Thursday, September 1, 2011

Backlit vs. frontlit

Has anybody seen any studies regarding why many people feel discomfort from reading a long time on a backlit screen which they don't feel reading on a reflective screen like E-Ink? (Kindle.)
If we assume that the screens are adjusted to give the same amount of light out, what is the difference? Light is light, no? Do modern LCD screens flicker? Or... ?

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As to why I so dislike the grey E-Ink screen when most seem fine with it?...

Well, I do have good reading lights. But I'm still looking at black on grey.

Maybe the thing is that I feel I want the background of my reading to be roughly the brightest thing in my field of view (not much brighter though), since this is the thing I want to focus on.

That sounds likely. But all I know is that the irritation is there, and it keeps being there.

14 comments:

Stephen A said...

Speaking as a Ph.D. in Physics with a specialization in optics and considerable experience in backlight construction and display evaluation. Light is never just light.

Backlights are the main poer consumers in tablets and their optimization is one of the primary contributors to battery life.

Backlights have differing spectral distributions, either corresponding to cold cathode florescent lamps (CCFL) or LED sources. The "white" that you see is generally skewed heavily to the blue.

The angular distribution of light is rather specific too. The bulk of the light is concentrated perpendicular to the screen so that it reaches the reader as opposed to lighting the walls or ceiling. Next time you have your tablet in a darkened room shine it on the wall and look how concentrated the light is. (tablets actually make pretty good "softbox" lighting for photography). Screens meant for laptops, TVs,and monitors generally tailor the light to form a slit along the wide side.

While IPS displays are remarkably angle independent older TFT displays have a strong angle dependent contrast ratio. Flicker is a negligible factor.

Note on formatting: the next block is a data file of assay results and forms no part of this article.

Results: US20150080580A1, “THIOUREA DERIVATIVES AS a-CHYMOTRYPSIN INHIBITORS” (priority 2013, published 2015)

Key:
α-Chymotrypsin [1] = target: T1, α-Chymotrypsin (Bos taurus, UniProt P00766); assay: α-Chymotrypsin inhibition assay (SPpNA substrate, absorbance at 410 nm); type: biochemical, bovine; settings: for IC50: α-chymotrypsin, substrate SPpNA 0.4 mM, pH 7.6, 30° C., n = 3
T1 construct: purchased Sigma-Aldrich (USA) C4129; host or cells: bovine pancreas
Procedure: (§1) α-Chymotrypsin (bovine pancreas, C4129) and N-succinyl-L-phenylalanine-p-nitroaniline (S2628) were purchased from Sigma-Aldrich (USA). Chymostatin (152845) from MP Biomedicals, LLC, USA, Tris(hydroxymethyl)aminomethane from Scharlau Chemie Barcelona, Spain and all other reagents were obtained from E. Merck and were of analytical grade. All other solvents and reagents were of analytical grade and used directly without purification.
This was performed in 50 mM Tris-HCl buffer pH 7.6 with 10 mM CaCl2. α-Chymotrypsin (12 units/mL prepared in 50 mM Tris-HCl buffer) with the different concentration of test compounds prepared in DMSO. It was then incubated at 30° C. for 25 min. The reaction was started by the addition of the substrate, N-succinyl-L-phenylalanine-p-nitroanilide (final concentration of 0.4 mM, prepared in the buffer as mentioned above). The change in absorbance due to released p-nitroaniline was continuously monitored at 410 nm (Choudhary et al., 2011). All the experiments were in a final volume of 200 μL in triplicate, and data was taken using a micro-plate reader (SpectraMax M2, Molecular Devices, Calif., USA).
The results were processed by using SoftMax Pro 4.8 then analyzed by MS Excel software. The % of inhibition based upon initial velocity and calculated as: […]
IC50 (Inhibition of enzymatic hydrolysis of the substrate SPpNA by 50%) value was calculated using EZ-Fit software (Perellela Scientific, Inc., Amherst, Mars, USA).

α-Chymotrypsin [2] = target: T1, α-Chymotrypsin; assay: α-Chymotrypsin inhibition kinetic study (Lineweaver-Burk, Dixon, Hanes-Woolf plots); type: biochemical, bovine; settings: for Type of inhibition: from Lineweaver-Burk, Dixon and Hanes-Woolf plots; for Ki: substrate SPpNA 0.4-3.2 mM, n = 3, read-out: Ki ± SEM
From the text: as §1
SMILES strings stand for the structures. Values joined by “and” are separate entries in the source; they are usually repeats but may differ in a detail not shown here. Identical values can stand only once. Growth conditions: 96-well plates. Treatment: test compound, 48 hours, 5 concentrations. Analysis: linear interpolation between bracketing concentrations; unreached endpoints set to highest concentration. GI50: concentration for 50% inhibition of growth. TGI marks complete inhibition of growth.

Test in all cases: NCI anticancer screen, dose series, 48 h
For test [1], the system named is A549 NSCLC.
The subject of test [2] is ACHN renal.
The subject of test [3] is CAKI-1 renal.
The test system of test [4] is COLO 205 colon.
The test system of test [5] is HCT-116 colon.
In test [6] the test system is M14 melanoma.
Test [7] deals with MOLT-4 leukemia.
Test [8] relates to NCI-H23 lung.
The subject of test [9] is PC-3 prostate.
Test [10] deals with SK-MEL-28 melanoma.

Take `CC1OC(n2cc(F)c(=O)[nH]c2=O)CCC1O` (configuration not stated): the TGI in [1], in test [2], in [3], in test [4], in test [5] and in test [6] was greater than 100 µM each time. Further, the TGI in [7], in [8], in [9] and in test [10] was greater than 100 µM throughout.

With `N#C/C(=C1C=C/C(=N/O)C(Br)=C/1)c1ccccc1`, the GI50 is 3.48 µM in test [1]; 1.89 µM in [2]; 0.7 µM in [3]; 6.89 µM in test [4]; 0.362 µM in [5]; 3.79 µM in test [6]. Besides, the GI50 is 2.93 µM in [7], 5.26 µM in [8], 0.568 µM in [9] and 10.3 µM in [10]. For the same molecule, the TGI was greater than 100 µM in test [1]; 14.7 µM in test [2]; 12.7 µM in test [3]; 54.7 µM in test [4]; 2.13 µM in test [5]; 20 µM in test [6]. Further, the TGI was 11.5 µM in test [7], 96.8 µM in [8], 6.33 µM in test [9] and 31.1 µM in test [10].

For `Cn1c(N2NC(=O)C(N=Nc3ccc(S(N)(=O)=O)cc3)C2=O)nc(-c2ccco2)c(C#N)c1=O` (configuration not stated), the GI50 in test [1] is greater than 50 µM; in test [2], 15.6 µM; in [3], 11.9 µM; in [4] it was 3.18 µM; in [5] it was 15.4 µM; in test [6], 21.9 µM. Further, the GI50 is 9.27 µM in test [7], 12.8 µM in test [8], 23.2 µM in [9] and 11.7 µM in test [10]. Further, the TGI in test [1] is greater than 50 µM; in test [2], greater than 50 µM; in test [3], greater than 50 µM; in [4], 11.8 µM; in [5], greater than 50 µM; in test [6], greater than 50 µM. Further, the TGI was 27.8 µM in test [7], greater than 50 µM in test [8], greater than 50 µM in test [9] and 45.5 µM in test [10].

Electrophoretic (eInk) displays are much more lambertian (i.e. they scatter light in all directions) and have a spectral distribution and brightness equivalent to the surrounding lighting.

The psychophysical impact of backlit displays is very complex. In particular having a bright screen with a very dark room (under 20%) causes considerable eyestrain. The color distribution can have effects as well.

Len Edgerly said...

Stephen, that's fascinating info on the difference between backlit and electrophoretic screens. It confirms my own personal sense after three years of reading exclusively on a Kindle that my eyes (and even my mind, somehow) relax when I leave my computer screen and pick up the Kindle. Maybe it's years of equating reading books on paper with relaxed, contemplative settings and mood (except for school books, a whole different story). Thanks for asking the question, Eolake!

Timo Lehtinen said...

In particular having a bright screen with a very dark room (under 20%) causes considerable eyestrain.

In my subjective experience, this is the main issue. But I also suspect that with ambient light level matched to screen brightness, the distorted spectrum of the backlight (that Stephen wrote about) would then be the main annoyance.

So, most of the time, the quality of the viewing experience is so bad in terms of contrast, that we don't pay attention to the tonal range. But we would, if only the whole scene was lit better.

eolake said...

Thanks, fellows.

In the past couple years I've paid more attention to that balance, and on running my displays and iPad on less than full brightness.

I hope that they will invent near-white e-ink backgrounds soon.
And also backlit displays which are less bothersome, whatever it'll take.

Jim Van Donsel said...